Typically, PRAs have improved these by relying on market analysts’ professional judgment, allowing them to fill some data gaps.

AgFlow goes even further. Our forward curves are an aggregation of cash and futures quotes that we complete with synthetic data.

  1. First, the data is preprocessed using a simple IQR method to filter outliers
  2. Then, quotes data are aggregated using time interpolation, and Spearman correlated futures to have the most negligible error (or incertitude) possible
  3. Once aggregated, the data passes through a Machine Learning algorithm to:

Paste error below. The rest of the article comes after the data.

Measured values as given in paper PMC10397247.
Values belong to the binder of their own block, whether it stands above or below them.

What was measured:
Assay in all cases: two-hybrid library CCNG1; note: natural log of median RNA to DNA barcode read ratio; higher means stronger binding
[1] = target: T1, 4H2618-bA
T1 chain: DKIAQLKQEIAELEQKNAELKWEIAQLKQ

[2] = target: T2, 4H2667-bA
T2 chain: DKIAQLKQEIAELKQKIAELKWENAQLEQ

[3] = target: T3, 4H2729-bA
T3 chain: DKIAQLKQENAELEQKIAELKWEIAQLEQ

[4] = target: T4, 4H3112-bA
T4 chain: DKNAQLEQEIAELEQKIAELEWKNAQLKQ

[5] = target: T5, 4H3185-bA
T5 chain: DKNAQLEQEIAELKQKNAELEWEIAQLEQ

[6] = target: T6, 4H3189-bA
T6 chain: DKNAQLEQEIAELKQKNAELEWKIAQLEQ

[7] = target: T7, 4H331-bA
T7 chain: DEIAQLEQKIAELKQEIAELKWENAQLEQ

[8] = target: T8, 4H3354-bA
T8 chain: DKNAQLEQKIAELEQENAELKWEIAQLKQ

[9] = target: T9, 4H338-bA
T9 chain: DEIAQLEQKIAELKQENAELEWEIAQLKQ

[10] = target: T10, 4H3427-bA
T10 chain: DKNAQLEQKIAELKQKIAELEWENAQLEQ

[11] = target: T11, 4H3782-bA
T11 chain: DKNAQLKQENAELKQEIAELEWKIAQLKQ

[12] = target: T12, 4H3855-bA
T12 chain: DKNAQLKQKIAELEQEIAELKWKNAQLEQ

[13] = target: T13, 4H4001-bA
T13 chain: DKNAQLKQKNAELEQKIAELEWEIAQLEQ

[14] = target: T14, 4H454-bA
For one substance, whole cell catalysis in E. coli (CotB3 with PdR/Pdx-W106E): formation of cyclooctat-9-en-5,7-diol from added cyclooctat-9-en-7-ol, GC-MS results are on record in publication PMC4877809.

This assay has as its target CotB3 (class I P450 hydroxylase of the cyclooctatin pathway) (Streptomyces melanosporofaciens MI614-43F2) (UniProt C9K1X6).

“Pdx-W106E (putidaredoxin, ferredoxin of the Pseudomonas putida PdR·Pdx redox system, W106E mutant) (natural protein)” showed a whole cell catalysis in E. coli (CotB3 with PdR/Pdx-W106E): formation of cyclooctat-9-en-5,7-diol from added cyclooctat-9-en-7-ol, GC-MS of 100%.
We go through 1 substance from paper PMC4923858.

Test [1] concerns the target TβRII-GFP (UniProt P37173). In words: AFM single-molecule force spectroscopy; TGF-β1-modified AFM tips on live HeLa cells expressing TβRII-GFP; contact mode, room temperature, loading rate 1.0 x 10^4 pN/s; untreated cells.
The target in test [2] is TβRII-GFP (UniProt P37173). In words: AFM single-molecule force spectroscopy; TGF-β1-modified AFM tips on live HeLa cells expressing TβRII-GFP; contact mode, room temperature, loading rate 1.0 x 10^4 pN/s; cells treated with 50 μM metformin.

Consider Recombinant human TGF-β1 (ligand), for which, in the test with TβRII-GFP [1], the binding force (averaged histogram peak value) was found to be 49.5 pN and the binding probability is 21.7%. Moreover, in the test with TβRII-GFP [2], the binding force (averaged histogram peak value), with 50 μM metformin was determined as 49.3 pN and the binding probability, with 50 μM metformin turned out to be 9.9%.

1. Understand the dataset
    2. Create artificial data points predicted from training
    3. Test the datasets
    4. Back-test the curves every day to refit the data and improve the model
  4. It then produces the best forward curves potential, which are perfected even further with the backtesting

Original Incomplete Data for Argentina Feed Barley FOB Argentina Forward Curves

AgFlow goes even further. Our forward curves are an aggregation of cash and futures quotes that we complete with synthetic data.

Fully Reconstructed Data for Argentina Feed Barley FOB Argentina Forward Curves

Why do we use the IQR method?

Commodities data are subject to speculation and SnD like any trade in the world, and, as such, there isn’t a unique pricing for a given commodity. This leads to a wide range of prices quoted every day for the most popular commodities. Moreover, price imputation, or currency and unit conversion mistakes, can sometimes lead to extremely low or high prices.